I can hardly think of any contemporary science fiction movie that can stand on the story line alone, without the aid of special effects. Yet the creators of Outer Limits were able to accomplish amazing dramatic effects with light and shadow, playhouse sets, and black and white photography. Better yet, with a constantly changing cast, the acting comes across far superior to so much of today's stock, formula performances by Hollywood stock performers. Today, make a science fiction and chances are that you've got to cast Kenau Reeves, Tom Kruse, or the Star Trek/Wars crew to even get into production.
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1 Comment 36 of 37 people found this helpful. Was this review helpful to you? Yes No Sending feedback...
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Format: DVD
This "redundant" DVD re-release is absurd and unfair and doesn't do justice to the show. It's a disgrace and a real swindle that a major and "wealthy" Studio release a vintage show in two volumes. With today's technology, you could, at least, obtain a complete restoration from the original 35 mm prints. The first DVD release was cheaply cleaned up and featured no extras and worst: no language options. I advise all "Outer Limits" diehard fans to read a full account of the lowdown first DVD edition by getting this publication serving as an evidence for the future: "Video Watchdog", n° 89 and n° 102, November 2002 and December 2003, articles by "Outer Limits" expert David J. Schow. I reject this vulgar 2007 DVD edition that deserves to be dumped into the "Pit" (Cf. "It Crawled out of the Woodwork")! I believe that the right action from the Studio would be to re-release the entire season in one single set including:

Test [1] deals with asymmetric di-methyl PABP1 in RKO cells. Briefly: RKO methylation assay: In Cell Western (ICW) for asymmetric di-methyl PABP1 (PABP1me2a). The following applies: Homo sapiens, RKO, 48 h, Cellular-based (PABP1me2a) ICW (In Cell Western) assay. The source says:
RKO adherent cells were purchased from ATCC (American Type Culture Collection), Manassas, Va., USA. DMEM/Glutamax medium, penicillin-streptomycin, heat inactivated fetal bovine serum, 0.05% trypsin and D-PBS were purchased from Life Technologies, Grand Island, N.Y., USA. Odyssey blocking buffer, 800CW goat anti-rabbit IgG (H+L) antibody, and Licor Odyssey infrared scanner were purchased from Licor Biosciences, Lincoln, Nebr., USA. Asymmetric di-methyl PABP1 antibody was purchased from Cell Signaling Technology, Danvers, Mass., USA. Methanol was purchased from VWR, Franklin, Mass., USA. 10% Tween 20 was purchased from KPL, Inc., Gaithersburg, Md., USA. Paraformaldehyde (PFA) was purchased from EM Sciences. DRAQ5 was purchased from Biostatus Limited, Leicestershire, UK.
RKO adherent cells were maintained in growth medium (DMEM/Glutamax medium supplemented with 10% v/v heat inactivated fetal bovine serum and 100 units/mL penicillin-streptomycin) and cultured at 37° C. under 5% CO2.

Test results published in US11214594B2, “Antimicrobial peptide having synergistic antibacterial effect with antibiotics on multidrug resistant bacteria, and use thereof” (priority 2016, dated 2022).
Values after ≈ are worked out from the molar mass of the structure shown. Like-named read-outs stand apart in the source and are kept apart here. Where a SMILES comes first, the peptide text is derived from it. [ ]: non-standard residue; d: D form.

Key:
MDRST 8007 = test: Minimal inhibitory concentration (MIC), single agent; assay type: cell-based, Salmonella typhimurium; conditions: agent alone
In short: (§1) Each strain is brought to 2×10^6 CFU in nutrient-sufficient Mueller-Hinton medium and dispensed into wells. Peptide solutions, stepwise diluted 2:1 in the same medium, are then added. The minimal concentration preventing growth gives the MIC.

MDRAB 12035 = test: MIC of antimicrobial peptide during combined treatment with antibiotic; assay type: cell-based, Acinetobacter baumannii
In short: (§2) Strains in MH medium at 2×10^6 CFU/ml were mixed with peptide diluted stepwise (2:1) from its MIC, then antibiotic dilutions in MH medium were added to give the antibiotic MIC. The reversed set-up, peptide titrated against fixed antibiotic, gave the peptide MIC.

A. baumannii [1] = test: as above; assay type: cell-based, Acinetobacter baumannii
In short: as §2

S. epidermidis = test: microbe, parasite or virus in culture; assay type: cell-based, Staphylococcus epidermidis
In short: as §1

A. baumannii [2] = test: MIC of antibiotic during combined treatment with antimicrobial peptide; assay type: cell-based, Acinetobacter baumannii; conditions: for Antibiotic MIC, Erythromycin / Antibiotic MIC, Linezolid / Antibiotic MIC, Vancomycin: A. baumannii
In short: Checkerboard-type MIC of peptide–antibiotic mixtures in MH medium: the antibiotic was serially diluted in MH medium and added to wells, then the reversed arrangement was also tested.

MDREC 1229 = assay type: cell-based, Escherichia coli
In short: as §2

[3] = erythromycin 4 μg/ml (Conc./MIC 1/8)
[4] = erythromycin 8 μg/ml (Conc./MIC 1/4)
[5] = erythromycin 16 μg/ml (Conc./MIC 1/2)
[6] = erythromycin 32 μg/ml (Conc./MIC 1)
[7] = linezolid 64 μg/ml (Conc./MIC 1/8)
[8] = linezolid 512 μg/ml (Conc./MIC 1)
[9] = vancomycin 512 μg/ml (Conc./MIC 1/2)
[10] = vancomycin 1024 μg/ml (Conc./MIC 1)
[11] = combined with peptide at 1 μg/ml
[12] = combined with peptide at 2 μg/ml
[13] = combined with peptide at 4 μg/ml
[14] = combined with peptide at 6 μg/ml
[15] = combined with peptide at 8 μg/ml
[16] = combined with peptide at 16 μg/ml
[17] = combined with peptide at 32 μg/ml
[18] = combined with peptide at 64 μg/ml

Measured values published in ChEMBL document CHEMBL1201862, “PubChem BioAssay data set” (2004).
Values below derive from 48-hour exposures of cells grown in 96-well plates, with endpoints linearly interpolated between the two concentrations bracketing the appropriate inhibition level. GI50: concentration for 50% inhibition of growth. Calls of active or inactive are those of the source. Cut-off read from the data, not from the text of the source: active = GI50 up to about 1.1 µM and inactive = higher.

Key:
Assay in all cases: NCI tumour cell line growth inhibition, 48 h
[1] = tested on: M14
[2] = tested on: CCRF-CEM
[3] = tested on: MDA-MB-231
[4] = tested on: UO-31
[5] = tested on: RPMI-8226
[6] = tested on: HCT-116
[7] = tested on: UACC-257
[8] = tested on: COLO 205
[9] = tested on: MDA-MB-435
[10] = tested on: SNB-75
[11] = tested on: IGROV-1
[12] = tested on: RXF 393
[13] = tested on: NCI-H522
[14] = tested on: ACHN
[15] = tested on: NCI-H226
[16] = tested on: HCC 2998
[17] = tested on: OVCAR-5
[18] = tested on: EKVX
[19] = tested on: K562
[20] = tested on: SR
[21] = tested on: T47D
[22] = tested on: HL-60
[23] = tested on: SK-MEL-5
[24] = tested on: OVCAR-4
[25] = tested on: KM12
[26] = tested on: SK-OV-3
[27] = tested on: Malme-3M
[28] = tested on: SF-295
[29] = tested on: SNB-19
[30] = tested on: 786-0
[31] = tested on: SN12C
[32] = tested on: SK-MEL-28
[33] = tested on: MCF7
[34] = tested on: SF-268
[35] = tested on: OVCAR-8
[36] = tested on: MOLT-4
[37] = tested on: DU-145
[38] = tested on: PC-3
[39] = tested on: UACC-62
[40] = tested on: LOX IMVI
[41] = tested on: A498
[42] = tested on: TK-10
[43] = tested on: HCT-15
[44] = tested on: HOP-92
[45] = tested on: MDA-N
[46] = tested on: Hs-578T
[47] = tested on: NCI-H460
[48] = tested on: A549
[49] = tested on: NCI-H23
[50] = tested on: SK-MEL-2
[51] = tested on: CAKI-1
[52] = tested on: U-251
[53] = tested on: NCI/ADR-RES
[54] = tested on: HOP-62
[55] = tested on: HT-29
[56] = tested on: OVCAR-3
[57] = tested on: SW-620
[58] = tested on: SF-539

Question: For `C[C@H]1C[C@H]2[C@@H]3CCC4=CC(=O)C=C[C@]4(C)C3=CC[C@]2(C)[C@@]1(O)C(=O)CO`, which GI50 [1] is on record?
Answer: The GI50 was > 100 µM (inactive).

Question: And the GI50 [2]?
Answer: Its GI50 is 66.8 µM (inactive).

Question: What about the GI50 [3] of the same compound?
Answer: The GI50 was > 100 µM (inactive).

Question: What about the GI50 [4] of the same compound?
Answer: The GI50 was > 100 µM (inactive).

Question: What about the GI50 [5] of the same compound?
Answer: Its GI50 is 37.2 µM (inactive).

- 32 restored copies

- the two "restored" alternate pilots ("Please Stand By" and "The Unknown")

- restored trailers and promos

- audio commentaries by expert David J. Schow

- interviews with "Outer Limits" cast and crew

- isolated scores

- languages options (dubbings and subtitles: English, Spanish, French)

"When this passion called aspiration becomes lust, then aspiration degenerates, becomes vulgar ambition, by which sin the angels fell."

--End Narration from "The Bellero Shield".
6 Comments 67 of 73 people found this helpful. Was this review helpful to you? Yes No Sending feedback...
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Format: DVD
MGM splits the first season in half. You get 2 double sided discs, same format as the first release. No extras. I can only assume the episodes are NOT remastered. What is the point? True fans bought the first set. Casual fans will probably seek out their favorite episodes. What are the odds their favorites fall within the first 16 episodes?

This set makes no sense whatsoever. Without ANY additional attractions, I don't see why anyone would buy this.
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Topic From this Discussion
Let;'s get this straight!
No, they're the EXACT SAME flipper discs, just split up into two pieces so that instead of buying "Season 1" you have you buy "Season 1, Volume 1" and "Season 1, Volume 2."

The only difference is in the PACKAGING.
Aug 3, 2007 by ZTT Fan |  See all 3 posts
Still black and white. Still the same transfers. Still no extras. Another still born project.
Jun 21, 2007 by Wayne Klein |  See all 3 posts